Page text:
[Rd] Speed of for loops
Herve Pages
hpages at fhcrc.org
Tue Jan 30 23:29:12 CET 2007
Tom McCallum wrote:
> Hi Everyone,
>
> I have a question about for loops. If you have something like:
>
> f <- function(x) {
> y <- rep(NA,10);
> for( i in 1:10 ) {
> if ( i > 3 ) {
> if ( is.na(y[i-3]) == FALSE ) {
> # some calculation F which depends on one or more of the previously
> generated values in the series
> y[i] = y[i-1]+x[i];
> } else {
> y[i] <- x[i];
> }
> }
> }
> y
> }
>
> e.g.
>
>> f(c(1,2,3,4,5,6,7,8,9,10,11,12));
> [1] NA NA NA 4 5 6 13 21 30 40
>
> is there a faster way to process this than with a 'for' loop? I have
> looked at lapply as well but I have read that lapply is no faster than a
> for loop and for my particular application it is easier to use a for loop.
> Also I have seen 'rle' which I think may help me but am not sure as I have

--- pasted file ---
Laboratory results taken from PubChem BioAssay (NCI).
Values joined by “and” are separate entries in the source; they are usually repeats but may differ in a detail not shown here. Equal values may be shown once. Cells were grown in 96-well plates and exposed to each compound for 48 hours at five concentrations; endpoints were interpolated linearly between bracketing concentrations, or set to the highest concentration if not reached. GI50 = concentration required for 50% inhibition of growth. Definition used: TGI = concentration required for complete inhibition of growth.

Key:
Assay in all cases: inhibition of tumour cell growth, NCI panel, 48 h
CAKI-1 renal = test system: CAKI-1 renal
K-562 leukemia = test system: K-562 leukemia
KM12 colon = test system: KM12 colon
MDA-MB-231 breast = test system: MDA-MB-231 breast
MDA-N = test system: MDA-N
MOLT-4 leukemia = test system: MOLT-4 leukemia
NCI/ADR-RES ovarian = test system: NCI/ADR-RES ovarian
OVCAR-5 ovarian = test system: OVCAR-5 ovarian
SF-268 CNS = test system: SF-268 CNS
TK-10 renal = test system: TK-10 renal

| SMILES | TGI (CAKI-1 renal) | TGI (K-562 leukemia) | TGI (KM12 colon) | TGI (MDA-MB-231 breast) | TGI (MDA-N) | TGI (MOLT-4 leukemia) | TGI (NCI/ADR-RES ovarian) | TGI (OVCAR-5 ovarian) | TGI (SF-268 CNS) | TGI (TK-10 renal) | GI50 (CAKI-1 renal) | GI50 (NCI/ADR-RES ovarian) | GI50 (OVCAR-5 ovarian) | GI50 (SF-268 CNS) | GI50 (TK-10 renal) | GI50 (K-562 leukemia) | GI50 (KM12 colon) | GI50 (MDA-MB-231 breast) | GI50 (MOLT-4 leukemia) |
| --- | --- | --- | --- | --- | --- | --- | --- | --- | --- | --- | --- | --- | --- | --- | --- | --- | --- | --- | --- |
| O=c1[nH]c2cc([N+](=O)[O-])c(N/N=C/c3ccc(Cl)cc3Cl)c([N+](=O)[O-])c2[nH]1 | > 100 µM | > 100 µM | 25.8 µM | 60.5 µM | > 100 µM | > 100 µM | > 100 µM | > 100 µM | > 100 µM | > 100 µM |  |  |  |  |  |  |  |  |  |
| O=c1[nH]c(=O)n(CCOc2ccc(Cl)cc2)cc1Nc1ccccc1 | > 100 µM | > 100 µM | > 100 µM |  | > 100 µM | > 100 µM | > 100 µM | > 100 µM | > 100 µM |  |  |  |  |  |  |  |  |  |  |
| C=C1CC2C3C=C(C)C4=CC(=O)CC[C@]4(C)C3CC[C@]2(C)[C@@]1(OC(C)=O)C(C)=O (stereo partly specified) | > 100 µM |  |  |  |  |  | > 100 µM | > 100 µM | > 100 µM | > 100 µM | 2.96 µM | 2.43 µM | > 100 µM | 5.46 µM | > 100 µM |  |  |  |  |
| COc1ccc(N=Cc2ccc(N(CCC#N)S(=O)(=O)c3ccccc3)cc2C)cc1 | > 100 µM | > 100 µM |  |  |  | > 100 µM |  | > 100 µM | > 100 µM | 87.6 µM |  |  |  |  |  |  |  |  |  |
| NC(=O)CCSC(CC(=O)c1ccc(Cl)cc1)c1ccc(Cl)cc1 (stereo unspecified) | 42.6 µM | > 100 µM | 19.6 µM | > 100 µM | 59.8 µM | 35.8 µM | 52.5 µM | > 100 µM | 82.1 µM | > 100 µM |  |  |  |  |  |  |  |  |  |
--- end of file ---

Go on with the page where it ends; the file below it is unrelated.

> only just come across it, any ideas?
Hi Tom,
In the general case, you need a loop in order to propagate calculations
and their results across a vector.
In _your_ particular case however, it seems that all you are doing is a
cumulative sum on x (at least this is what's happening for i >= 6).
So you could do:
f2 <- function(x)
{
offset <- 3
start_propagate_at <- 6
y_length <- 10
init_range <- (offset+1):start_propagate_at
y <- rep(NA, offset)
y[init_range] <- x[init_range]
y[start_propagate_at:y_length] <- cumsum(x[start_propagate_at:y_length])
y
}
and it will return the same thing as your function 'f' (at least when 'x' doesn't
contain NAs) but it's not faster :-/
IMO, using sapply for propagating calculations across a vector is not appropriate
because:
(1) It requires special care. For example, this:
> x <- 1:10
> sapply(2:length(x), function(i) {x[i] <- x[i-1]+x[i]})
doesn't work because the 'x' symbol on the left side of the <- in the
anonymous function doesn't refer to the 'x' symbol defined in the global
environment. So you need to use tricks like this:
> sapply(2:length(x),
function(i) {x[i] <- x[i-1]+x[i]; assign("x", x, envir=.GlobalEnv); x[i]})
(2) Because of this kind of tricks, then it is _very_ slow (about 10 times
slower or more than a 'for' loop).
Cheers,
H.
>
> Many thanks
>
> Tom
>
>
>
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